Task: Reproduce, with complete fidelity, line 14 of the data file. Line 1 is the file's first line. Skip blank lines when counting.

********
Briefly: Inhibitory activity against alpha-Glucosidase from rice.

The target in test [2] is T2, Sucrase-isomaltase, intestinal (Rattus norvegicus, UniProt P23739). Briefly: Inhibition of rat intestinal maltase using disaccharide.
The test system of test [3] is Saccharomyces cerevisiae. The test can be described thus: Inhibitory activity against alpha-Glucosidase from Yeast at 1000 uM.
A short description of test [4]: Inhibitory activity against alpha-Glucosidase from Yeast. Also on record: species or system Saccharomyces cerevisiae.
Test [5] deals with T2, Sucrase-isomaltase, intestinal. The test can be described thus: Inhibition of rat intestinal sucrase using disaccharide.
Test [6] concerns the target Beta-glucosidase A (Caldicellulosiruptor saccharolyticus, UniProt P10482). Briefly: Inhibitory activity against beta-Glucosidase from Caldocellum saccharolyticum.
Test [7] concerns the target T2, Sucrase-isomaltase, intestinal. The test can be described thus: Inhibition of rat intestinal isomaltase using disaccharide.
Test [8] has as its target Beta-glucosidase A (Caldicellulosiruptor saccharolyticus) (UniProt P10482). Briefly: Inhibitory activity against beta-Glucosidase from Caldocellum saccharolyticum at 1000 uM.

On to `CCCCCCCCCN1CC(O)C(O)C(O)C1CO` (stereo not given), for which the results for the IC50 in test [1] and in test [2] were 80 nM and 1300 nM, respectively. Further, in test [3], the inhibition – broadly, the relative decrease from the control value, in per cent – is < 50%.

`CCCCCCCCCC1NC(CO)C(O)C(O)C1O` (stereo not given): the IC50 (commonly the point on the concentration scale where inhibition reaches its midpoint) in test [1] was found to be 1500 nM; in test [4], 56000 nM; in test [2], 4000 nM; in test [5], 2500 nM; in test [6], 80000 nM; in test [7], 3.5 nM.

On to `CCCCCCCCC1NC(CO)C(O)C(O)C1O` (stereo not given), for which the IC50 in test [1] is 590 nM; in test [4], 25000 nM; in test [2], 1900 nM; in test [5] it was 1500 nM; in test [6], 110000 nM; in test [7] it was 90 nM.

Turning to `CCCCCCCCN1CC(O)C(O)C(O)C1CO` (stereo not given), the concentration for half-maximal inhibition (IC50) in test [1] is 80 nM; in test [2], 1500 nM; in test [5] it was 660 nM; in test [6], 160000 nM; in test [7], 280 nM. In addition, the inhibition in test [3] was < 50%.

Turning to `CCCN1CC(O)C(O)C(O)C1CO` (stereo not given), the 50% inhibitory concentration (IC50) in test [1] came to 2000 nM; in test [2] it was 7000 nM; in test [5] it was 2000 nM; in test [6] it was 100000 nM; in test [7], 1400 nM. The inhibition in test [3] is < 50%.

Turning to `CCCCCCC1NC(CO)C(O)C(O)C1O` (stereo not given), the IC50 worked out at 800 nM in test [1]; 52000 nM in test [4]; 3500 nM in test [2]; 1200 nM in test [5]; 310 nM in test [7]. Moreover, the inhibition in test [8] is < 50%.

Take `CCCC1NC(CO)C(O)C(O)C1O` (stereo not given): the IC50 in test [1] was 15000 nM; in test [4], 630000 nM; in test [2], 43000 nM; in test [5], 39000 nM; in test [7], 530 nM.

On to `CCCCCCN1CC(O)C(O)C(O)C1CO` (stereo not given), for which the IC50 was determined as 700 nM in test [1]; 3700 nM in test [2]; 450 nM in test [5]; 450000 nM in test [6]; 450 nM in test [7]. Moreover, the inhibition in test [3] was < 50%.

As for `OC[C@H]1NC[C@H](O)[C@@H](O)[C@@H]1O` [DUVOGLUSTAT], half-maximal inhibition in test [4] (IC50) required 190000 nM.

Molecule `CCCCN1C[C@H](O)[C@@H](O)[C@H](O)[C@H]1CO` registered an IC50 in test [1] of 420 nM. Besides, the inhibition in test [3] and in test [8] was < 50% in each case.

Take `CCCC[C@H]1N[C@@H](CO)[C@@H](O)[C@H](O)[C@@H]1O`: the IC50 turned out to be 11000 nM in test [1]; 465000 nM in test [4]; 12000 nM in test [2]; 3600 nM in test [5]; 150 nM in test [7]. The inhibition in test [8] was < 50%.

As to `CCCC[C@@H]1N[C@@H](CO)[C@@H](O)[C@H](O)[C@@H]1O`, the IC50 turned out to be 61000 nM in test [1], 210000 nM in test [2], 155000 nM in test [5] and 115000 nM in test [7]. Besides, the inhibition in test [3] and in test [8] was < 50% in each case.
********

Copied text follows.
Turning to `CCCCCCC1NC(CO)C(O)C(O)C1O` (stereo not given), the IC50 worked out at 800 nM in test [1]; 52000 nM in test [4]; 3500 nM in test [2]; 1200 nM in test [5]; 310 nM in test [7]. Moreover, the inhibition in test [8] is < 50%.